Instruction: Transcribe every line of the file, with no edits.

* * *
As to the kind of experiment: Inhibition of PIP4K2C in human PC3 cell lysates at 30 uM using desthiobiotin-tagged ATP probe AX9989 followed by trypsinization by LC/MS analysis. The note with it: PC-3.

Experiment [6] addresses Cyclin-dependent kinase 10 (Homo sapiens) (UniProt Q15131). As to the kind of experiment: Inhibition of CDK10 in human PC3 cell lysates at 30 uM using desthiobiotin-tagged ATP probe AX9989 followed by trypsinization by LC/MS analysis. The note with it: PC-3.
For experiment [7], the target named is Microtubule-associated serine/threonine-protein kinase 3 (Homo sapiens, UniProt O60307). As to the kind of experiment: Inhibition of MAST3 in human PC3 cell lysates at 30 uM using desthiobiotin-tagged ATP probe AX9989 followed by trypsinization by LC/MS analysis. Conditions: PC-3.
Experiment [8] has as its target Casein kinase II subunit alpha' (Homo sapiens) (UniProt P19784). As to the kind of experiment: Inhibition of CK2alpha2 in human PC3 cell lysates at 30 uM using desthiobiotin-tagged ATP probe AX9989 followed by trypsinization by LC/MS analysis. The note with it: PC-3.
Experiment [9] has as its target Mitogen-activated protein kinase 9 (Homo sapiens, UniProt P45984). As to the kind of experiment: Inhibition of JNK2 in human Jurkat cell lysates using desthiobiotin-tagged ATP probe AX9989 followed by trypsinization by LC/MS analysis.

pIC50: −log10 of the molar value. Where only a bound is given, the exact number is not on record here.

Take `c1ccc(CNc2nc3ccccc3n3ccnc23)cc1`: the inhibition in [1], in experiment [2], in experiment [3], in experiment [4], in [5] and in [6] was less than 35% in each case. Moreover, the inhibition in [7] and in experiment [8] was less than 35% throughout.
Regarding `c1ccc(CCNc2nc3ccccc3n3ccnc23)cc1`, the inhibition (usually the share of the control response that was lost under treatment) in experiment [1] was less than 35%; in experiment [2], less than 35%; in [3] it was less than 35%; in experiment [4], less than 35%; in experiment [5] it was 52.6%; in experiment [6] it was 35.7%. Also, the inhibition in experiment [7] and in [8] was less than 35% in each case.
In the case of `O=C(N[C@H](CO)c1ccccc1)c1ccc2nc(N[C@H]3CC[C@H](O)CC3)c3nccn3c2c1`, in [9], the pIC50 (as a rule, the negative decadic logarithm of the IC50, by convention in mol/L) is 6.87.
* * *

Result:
As to the kind of experiment: Inhibition of PIP4K2C in human PC3 cell lysates at 30 uM using desthiobiotin-tagged ATP probe AX9989 followed by trypsinization by LC/MS analysis. The note with it: PC-3.

Experiment [6] addresses Cyclin-dependent kinase 10 (Homo sapiens) (UniProt Q15131). As to the kind of experiment: Inhibition of CDK10 in human PC3 cell lysates at 30 uM using desthiobiotin-tagged ATP probe AX9989 followed by trypsinization by LC/MS analysis. The note with it: PC-3.
For experiment [7], the target named is Microtubule-associated serine/threonine-protein kinase 3 (Homo sapiens, UniProt O60307). As to the kind of experiment: Inhibition of MAST3 in human PC3 cell lysates at 30 uM using desthiobiotin-tagged ATP probe AX9989 followed by trypsinization by LC/MS analysis. Conditions: PC-3.
Experiment [8] has as its target Casein kinase II subunit alpha' (Homo sapiens) (UniProt P19784). As to the kind of experiment: Inhibition of CK2alpha2 in human PC3 cell lysates at 30 uM using desthiobiotin-tagged ATP probe AX9989 followed by trypsinization by LC/MS analysis. The note with it: PC-3.
Experiment [9] has as its target Mitogen-activated protein kinase 9 (Homo sapiens, UniProt P45984). As to the kind of experiment: Inhibition of JNK2 in human Jurkat cell lysates using desthiobiotin-tagged ATP probe AX9989 followed by trypsinization by LC/MS analysis.

pIC50: −log10 of the molar value. Where only a bound is given, the exact number is not on record here.

Take `c1ccc(CNc2nc3ccccc3n3ccnc23)cc1`: the inhibition in [1], in experiment [2], in experiment [3], in experiment [4], in [5] and in [6] was less than 35% in each case. Moreover, the inhibition in [7] and in experiment [8] was less than 35% throughout.
Regarding `c1ccc(CCNc2nc3ccccc3n3ccnc23)cc1`, the inhibition (usually the share of the control response that was lost under treatment) in experiment [1] was less than 35%; in experiment [2], less than 35%; in [3] it was less than 35%; in experiment [4], less than 35%; in experiment [5] it was 52.6%; in experiment [6] it was 35.7%. Also, the inhibition in experiment [7] and in [8] was less than 35% in each case.
In the case of `O=C(N[C@H](CO)c1ccccc1)c1ccc2nc(N[C@H]3CC[C@H](O)CC3)c3nccn3c2c1`, in [9], the pIC50 (as a rule, the negative decadic logarithm of the IC50, by convention in mol/L) is 6.87.